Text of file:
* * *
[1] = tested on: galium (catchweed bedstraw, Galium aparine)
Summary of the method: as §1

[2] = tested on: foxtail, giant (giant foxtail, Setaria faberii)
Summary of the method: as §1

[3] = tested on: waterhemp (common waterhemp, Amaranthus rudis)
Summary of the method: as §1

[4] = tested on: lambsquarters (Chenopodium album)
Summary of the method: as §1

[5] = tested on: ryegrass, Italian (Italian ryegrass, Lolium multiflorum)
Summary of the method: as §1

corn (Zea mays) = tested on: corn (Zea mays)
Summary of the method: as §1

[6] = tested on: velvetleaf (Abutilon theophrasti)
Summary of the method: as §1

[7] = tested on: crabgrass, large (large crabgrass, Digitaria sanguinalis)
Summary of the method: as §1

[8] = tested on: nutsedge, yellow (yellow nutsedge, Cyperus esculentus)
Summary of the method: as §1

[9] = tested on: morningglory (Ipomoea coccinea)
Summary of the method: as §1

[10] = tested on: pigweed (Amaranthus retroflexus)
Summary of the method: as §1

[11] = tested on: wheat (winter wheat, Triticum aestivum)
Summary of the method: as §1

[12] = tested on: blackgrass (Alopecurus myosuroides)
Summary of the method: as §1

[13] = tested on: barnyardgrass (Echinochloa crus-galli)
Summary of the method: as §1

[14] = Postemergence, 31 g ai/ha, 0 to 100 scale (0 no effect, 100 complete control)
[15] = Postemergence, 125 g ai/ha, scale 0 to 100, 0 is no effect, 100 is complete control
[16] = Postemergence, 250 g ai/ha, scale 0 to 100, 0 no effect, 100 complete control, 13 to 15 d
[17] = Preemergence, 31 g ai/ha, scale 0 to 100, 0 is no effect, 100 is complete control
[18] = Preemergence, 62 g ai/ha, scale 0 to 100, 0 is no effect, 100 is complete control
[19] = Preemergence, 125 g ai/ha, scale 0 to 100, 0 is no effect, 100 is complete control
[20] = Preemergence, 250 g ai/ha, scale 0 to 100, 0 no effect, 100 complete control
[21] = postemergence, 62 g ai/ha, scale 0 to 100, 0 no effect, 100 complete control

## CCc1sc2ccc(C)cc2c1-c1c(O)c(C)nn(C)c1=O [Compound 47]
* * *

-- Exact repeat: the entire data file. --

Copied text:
[1] = tested on: galium (catchweed bedstraw, Galium aparine)
Summary of the method: as §1

[2] = tested on: foxtail, giant (giant foxtail, Setaria faberii)
Summary of the method: as §1

[3] = tested on: waterhemp (common waterhemp, Amaranthus rudis)
Summary of the method: as §1

[4] = tested on: lambsquarters (Chenopodium album)
Summary of the method: as §1

[5] = tested on: ryegrass, Italian (Italian ryegrass, Lolium multiflorum)
Summary of the method: as §1

corn (Zea mays) = tested on: corn (Zea mays)
Summary of the method: as §1

[6] = tested on: velvetleaf (Abutilon theophrasti)
Summary of the method: as §1

[7] = tested on: crabgrass, large (large crabgrass, Digitaria sanguinalis)
Summary of the method: as §1

[8] = tested on: nutsedge, yellow (yellow nutsedge, Cyperus esculentus)
Summary of the method: as §1

[9] = tested on: morningglory (Ipomoea coccinea)
Summary of the method: as §1

[10] = tested on: pigweed (Amaranthus retroflexus)
Summary of the method: as §1

[11] = tested on: wheat (winter wheat, Triticum aestivum)
Summary of the method: as §1

[12] = tested on: blackgrass (Alopecurus myosuroides)
Summary of the method: as §1

[13] = tested on: barnyardgrass (Echinochloa crus-galli)
Summary of the method: as §1

[14] = Postemergence, 31 g ai/ha, 0 to 100 scale (0 no effect, 100 complete control)
[15] = Postemergence, 125 g ai/ha, scale 0 to 100, 0 is no effect, 100 is complete control
[16] = Postemergence, 250 g ai/ha, scale 0 to 100, 0 no effect, 100 complete control, 13 to 15 d
[17] = Preemergence, 31 g ai/ha, scale 0 to 100, 0 is no effect, 100 is complete control
[18] = Preemergence, 62 g ai/ha, scale 0 to 100, 0 is no effect, 100 is complete control
[19] = Preemergence, 125 g ai/ha, scale 0 to 100, 0 is no effect, 100 is complete control
[20] = Preemergence, 250 g ai/ha, scale 0 to 100, 0 no effect, 100 complete control
[21] = postemergence, 62 g ai/ha, scale 0 to 100, 0 no effect, 100 complete control

## CCc1sc2ccc(C)cc2c1-c1c(O)c(C)nn(C)c1=O [Compound 47]